**If you will be here to see Dean, Nick and/or Chris we also encourage purchase of their books (and will have plenty of ‘em… they’re well worth it), but there will be no limit to additional autographs.
UPDATE 6/10/14- Bob Fingerman (Minimum Wage) will also be joining us!
Hope everyone had fun at BookCon/Book Expo. Was Chaucer there? He’s pretty great. If you’re Northwest local, the Olympia Comics Fest is this weekend in our state capitol, with special guest Charles Burns! He’s pretty great too.
The Superannuated Man #1- Ted McKeever would never be accused of making stories that weren’t unusual. His last series from Image, Miniature Jesus was premised on a crucifix that becomes sentient and leads the alcoholic pastor of a small church down a path of supernatural recovery. This new book, The Superannuated Man, is no less bizarre. The coastal town of Blackwater is overrun with mutated creatures who speak with heavy Scottish-like accents, often eat each other, and at the very least and really really concerned with the one person who appears to have not mutated, but is probably losing his mind. McKeever stabs into the peculiar without exposition, and the reader follows closely behind, with all senses alert, not knowing exactly what they’ll find on the journey.
Big Trouble in Little China #1- The legend of Jack Burton is alive and well in one of my most anticipated cult movie-turned comic book releases of the year. What’s almost better than the fact that we’ll be able to read more stories about everyone’s favorite truck driver as he navigates the supernatural and with super kung-fu through San Fran Chinatown trying to help his friends Wang Chi and Miao Yin actually tie the knot. So it’s pretty much a straight up sequel from the movie. But the best part is the creative team. Eric Powell and Brian Churilla! These are some straight up pros of the highest caliber, with books like The Goon and D.B. Cooper under their respective belts. The film’s director, John Carpenter, consulted with Powell on the script, ensuring that the new series will have the same Pork Chop Express vibe everyone loves.
Princess Ugg #1-Continuing the solid list of highly anticipated number one issues coming out this week, is a new series by Ted Naifeh, author and artist of the acclaimed and well-loved series, Courtney Crumrin. Princess UGG! She’s not like other princesses. Swords instead of scepters, wielding axes instead of ladies in waiting, and a trusty mammoth instead of a pony. The Princess Academy of Atraesca won’t know how to handle Princess Ülga of Grimmeria. An exciting new teen book from Oni Press that makes me laugh and root for Ülga every time I read it. This princess ain’t nothin to mess with.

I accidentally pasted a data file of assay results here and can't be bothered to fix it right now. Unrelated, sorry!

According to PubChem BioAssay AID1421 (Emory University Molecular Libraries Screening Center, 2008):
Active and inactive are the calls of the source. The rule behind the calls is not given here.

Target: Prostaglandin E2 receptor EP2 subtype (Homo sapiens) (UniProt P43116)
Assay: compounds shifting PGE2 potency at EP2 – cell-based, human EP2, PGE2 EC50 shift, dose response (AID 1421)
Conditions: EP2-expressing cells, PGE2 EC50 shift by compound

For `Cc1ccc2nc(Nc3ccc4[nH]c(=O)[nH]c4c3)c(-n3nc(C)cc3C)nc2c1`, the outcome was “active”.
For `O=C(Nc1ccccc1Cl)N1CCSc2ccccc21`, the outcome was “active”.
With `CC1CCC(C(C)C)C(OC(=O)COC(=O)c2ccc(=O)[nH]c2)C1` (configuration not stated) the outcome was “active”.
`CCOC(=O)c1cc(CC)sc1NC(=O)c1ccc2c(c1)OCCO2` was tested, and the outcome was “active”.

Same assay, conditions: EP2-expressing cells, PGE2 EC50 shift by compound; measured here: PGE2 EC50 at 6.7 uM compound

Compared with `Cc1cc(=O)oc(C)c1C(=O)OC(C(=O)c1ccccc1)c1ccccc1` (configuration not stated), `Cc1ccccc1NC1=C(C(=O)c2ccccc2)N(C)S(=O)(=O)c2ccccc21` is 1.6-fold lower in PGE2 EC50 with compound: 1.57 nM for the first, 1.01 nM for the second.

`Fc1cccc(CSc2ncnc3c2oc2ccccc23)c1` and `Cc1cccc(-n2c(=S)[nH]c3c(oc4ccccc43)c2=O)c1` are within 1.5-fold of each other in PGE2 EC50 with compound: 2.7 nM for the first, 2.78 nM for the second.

Nailbiter #2- I think I was lazy the week this first issue came out, and didn’t write about it. But after reading the second issue I’m glad I waited to endorse reading this, because it got even better. Here in the Pacific Northwest, we’re no strangers to the lore that something about our constant overcast (it’s sunny right now), damp dreariness (it’s like 75 degrees), and frazzled caffeine nerves (no comment), are the perfect hotbed concoction for serial killer primordial ooze. And while I can’t deny that a fair number of people who decided to take up the serial mantel were either born here, or spent considerable time here, doesn’t mean that we all have pillows made out of human hair. But the permeable myth has festered in the town of Buckaroo, Oregon, which has played home to nearly a dozen killers. When one detective goes missing in the town, his partner is determined to uncover the secret to why this town spawns some horrific butchers.
Judge Dredd: Mega-City Two #5-They say all good things must come to an end, and unfortunately that’s true for everyone’s favorite high energy Dredd story of whirl-wind of crime fighting, monster slaying, and where the camera’s are constantly rolling. The conflagration of Dredd’s West Coast-best coast investigation into covert corruption have led us to LAW-CON, where you’ll see the most egos packed into one room outside of San Diego comic-con. This event will put our hero through the gauntlet one last time. Will he ever make it back home to the peaceful, serene, Mega-City One?
Best Short Story
“Go Owls,” by Adrian Tomine, in Optic Nerve #13 (Drawn & Quarterly)